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An integrated modelling framework for simulating regional-scale actor responses to global change in the water domain

Journal article
Authors Roland Barthel
S. Janisch
N. Schwarz
A. Trifkovic
D. Nickel
C. Schulz
W. Mauser
Published in Environmental Modelling & Software
Volume 23
Issue 9
Pages 1095-1121
ISSN 1364-8152
Publication year 2008
Published at Department of Earth Sciences
Pages 1095-1121
Language en
Subject categories Hydrology, Water in nature and society, Computer Systems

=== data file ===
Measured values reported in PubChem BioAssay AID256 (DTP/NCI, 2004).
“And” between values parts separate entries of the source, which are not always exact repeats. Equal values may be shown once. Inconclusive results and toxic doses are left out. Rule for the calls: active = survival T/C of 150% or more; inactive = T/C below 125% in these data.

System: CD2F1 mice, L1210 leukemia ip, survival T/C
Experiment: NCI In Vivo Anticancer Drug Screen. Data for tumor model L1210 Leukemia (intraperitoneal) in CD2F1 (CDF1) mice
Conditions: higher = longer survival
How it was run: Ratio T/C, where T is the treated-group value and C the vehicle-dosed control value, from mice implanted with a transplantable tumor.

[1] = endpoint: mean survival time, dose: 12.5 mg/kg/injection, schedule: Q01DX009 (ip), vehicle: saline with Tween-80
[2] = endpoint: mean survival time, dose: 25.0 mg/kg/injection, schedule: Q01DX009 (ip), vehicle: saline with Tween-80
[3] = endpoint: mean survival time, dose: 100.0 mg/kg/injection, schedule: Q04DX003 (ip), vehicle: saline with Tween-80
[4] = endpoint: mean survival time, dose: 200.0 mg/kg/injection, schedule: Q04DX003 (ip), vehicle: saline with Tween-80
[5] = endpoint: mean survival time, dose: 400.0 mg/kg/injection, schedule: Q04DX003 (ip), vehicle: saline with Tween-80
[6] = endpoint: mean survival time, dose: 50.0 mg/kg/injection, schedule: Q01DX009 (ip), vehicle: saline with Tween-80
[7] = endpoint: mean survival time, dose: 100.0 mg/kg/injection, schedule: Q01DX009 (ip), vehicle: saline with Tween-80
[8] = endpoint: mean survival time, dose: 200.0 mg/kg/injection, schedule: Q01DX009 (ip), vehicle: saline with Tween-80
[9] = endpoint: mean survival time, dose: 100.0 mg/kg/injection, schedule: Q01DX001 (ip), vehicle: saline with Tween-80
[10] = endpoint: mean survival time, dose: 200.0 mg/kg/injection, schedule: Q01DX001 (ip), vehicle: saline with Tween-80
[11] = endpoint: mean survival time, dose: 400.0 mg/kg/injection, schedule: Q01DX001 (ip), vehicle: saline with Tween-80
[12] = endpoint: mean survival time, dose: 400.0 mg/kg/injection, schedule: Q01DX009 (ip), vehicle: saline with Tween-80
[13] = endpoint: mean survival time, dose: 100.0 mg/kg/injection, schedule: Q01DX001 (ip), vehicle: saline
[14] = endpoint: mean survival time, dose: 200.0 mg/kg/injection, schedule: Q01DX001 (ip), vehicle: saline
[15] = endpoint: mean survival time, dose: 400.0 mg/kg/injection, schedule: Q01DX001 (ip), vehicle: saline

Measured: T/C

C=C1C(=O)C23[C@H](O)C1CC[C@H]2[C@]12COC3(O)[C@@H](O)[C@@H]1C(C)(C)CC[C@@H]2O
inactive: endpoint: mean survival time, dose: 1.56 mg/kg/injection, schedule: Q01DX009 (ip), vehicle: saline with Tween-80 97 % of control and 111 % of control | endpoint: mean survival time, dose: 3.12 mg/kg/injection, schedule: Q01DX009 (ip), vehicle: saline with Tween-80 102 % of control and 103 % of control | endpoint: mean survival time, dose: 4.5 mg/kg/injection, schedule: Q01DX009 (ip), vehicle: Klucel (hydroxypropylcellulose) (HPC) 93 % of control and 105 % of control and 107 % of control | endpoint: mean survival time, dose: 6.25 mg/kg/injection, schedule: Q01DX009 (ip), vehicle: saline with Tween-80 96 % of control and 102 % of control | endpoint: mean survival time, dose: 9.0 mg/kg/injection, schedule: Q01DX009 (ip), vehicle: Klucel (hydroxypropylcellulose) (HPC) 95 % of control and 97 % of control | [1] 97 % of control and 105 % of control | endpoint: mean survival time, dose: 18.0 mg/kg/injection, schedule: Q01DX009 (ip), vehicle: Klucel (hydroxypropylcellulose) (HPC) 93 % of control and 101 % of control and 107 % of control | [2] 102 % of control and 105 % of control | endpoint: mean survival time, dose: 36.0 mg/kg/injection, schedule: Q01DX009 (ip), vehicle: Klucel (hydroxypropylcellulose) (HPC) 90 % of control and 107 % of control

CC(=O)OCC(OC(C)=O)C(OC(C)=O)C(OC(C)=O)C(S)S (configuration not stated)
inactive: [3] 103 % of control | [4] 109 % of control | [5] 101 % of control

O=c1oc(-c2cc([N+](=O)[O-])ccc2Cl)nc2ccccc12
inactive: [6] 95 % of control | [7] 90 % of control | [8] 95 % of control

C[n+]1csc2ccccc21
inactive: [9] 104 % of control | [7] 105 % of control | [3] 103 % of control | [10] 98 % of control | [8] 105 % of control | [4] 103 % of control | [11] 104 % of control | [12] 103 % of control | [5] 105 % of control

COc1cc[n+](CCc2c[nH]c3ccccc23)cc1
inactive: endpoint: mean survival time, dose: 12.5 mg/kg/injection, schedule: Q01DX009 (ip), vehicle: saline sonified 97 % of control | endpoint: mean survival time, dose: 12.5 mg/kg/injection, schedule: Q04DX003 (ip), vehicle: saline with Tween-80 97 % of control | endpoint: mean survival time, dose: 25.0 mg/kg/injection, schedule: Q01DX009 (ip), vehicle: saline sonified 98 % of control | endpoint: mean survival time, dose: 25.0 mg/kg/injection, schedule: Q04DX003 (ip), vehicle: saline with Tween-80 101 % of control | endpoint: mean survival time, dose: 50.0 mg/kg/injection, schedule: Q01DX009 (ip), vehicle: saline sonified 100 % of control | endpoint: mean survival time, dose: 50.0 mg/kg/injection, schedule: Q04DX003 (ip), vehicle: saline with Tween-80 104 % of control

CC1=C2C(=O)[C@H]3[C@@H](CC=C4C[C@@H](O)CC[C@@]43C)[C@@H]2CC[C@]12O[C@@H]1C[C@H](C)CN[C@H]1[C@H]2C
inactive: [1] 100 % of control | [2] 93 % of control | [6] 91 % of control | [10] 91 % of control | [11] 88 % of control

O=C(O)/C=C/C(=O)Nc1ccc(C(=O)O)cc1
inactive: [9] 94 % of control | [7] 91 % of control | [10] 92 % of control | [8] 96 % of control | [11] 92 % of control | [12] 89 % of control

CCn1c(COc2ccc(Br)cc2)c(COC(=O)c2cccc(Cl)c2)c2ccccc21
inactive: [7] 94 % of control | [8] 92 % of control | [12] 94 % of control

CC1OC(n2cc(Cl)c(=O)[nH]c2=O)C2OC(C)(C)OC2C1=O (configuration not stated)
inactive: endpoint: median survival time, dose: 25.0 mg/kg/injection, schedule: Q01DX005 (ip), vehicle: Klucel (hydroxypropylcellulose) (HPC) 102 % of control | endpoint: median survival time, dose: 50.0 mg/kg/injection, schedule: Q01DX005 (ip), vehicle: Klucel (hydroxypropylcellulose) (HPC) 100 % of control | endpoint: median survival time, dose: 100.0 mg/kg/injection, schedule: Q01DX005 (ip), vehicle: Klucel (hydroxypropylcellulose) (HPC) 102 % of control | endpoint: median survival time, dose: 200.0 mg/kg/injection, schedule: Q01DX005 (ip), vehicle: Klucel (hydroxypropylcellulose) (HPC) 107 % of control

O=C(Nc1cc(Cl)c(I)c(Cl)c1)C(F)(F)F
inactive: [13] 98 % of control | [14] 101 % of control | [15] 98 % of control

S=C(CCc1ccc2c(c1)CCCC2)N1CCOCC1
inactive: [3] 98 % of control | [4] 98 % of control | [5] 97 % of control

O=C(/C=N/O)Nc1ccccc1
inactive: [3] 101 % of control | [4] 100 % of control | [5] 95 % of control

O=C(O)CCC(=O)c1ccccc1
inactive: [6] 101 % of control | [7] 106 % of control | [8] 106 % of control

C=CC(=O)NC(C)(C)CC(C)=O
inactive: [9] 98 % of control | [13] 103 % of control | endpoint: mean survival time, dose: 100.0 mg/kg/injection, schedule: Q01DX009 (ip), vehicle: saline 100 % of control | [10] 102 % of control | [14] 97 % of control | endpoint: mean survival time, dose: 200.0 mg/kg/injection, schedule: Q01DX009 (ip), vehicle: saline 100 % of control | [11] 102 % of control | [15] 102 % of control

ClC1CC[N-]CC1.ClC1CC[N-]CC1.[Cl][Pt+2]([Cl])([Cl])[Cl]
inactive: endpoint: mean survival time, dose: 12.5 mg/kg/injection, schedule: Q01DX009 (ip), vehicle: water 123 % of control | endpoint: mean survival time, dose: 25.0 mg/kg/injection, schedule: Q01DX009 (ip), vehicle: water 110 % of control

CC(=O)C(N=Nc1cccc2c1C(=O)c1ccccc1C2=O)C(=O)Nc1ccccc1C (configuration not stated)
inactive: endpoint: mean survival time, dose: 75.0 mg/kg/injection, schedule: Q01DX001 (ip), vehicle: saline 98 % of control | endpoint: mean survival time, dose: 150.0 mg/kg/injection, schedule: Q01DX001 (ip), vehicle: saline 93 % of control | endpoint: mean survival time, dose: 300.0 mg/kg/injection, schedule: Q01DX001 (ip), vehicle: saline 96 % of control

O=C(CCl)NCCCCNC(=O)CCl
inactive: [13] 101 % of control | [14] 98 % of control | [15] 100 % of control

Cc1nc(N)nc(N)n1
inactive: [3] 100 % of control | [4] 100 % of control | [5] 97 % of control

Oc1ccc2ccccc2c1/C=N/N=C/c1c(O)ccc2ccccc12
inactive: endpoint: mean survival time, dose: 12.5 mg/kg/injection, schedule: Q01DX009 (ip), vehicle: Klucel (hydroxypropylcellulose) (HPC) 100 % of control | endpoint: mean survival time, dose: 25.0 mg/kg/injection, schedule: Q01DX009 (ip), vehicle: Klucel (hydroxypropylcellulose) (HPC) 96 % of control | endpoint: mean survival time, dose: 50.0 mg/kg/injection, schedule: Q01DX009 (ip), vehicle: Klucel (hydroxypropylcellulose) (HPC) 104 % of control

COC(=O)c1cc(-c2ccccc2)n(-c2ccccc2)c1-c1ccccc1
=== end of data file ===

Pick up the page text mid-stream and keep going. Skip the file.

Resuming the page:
Within coupled hydrological simulation systems, taking socio-economic processes into account is still a challenging task. In particular, systems that aim at evaluating impacts of climatic change on large spatial and temporal scales cannot be based on the assumption that infrastructure, economy, demography and other human factors remain constant while physical boundary conditions change. Therefore, any meaningful simulation of possible future scenarios needs to enable socio-economic systems to react and to adapt to climatic changes. To achieve this it is necessary to simulate decision-making processes of the relevant actors in a way which is adequate for the scale, the catchment specific management problems to be investigated and finally the data availability. This contribution presents the DEEPACTOR approach for representing such human decision processes, which makes use of a multi-actor simulation framework and has similarities to agent-based approaches. This DEEPACTOR approach is embedded in DANUBIA, a coupled simulation system comprising 16 individual models to simulate Global Change impacts on the entire water cycle of the Upper Danube Catchment (Germany, 77,000 km(2)). The applicability of DANUBIA and in particular the DEEPACTOR approach for treating the socio-economic part of the water cycle in a process-based way is demonstrated by means of concrete simulation models of the water supply sector and of the domestic water users. Results from scenario simulations are used to demonstrate the capabilities and limitations of the approach. (c) 2008 Elsevier Ltd. All rights reserved.

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